Ever been interested in attending an event but wasn’t sure the cost would be worth it? Maybe it cost too much. Or maybe you were going for the first time but don’t like travelling alone and didn’t have anybody to go with. I’ve been there, too – a number of times…
A few years ago I discovered Steampunk. Actually, I’ve always loved Steampunk movies, books, artwork, and clothing (not to mention authentic Victorian architecture and décor) but just never realized that there was a special name for it. There is actually a whole genre covering the style. Who knew?
I started digging around the internet for more on the Steampunk movement and found out that there is an annual convention near my home called The Steampunk World’s Fair. It’s billed as the greatest and largest Steampunk-themed festival in the world.
I was intrigued, but having never been to one of these before and not being the kind of guy who goes full-tilt dressing in costume I was hesitant to pay the notable admission fees (note: you can purchase tickets for either a single day or the full weekend and VIP events during the weekend require an extra fee). What to do? What to do?
I noticed that they were looking for volunteers so I applied. My father had owned a themed event production company so I am very comfortable working behind the scenes and handling event logistics. My background must have impressed the SWF staff because they accepted me almost immediately.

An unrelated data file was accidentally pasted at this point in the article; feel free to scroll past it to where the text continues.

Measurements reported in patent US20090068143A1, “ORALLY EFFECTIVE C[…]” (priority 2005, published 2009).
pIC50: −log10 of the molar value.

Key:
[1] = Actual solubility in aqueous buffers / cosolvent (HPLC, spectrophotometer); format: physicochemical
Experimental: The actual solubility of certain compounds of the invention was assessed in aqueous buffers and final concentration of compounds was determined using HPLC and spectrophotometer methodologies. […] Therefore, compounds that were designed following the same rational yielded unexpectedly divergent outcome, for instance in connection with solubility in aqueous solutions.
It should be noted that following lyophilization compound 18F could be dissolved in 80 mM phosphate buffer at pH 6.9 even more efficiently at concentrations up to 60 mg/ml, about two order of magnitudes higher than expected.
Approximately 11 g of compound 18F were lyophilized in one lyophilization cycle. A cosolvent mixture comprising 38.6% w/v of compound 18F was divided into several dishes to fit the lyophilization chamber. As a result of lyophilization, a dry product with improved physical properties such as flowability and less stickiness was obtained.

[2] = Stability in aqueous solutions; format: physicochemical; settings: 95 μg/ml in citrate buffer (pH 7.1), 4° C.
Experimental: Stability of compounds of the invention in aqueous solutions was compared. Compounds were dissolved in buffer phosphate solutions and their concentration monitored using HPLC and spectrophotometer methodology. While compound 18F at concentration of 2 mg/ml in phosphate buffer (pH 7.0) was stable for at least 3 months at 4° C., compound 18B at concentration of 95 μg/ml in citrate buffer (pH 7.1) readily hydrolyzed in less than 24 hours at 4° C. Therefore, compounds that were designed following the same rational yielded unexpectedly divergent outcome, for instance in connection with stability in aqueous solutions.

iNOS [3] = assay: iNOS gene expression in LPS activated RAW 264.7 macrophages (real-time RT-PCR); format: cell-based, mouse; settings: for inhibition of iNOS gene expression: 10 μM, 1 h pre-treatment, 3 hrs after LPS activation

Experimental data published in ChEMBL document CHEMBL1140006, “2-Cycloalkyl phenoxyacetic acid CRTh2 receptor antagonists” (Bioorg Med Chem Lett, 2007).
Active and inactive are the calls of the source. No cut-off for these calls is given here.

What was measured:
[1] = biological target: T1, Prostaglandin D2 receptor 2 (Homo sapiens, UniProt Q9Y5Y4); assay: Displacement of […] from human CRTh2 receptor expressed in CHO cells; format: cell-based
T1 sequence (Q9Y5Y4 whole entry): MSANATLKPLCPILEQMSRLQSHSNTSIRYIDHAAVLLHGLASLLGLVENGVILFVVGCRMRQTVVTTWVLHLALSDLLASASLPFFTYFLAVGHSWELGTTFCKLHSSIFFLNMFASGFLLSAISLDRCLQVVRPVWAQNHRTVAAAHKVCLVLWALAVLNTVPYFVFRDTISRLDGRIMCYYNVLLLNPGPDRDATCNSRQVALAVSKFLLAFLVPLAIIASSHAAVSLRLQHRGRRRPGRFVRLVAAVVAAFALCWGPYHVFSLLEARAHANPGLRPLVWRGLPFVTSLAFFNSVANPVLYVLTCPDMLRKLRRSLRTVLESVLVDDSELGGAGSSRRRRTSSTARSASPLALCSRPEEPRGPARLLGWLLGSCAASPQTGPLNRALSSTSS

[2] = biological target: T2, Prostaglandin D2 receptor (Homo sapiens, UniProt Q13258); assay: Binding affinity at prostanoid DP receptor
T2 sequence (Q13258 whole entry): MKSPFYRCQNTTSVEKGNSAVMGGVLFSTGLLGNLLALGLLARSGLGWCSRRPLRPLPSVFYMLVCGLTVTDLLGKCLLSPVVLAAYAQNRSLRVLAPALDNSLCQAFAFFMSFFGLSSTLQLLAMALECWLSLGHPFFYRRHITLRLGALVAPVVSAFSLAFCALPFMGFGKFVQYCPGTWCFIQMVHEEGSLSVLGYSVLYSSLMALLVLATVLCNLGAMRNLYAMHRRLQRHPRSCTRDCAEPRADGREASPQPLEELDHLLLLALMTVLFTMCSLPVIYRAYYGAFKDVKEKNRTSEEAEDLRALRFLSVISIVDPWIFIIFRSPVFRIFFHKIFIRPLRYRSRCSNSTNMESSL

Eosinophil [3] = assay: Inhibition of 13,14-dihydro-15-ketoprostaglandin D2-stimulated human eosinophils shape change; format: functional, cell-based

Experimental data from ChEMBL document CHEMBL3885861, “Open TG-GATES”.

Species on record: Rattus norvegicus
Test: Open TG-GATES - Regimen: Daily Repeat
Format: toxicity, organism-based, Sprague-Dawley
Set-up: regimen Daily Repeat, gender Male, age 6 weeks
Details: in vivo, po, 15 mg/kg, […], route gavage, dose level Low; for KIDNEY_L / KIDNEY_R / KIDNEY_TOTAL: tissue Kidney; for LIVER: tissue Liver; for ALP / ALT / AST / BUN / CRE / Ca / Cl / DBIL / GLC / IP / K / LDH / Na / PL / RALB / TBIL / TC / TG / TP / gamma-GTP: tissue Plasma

It was great! I worked on the set-up crew and shuttled a guest speaker – noted author O.M. Grey – from the airport and to/from the hotels. While I was there I also volunteered to handle line security for the headlining band Steam Powered Giraffe. That got me into the concert without waiting in the long line or fighting for a seat.
The normal volunteer shifts were only 4 hours long but allowed me to get a real sense of what’s what in the world of Steampunk without a heavy financial commitment. Since the shifts were so short and we were free to enjoy the rest of the festival on our off-time volunteers were still required to pay for admission but at a very reduced rate (I think I paid only $10 or $20 for the full weekend, as opposed to $80 for those paying at the door). I think it was worth it, so I volunteered again last year and will be back there again in 2 weeks for another go.
Enthused by the experience I’ve since volunteered at many other events. Some of them resulted in me getting free admission while others were already no-admission events, but volunteering at free programs still has its perks:
- Entry into rooms/venues that were otherwise full
- No waiting in line
- Working alongside authors and musicians
- Preferred parking
- Free food
- Meeting new and interesting people with shared interests
- Free swag
- A unique view “behind the curtains”
So the next time you come across an interesting event that’s expensive, sold-out, etc. just do what I do and volunteer. 🙂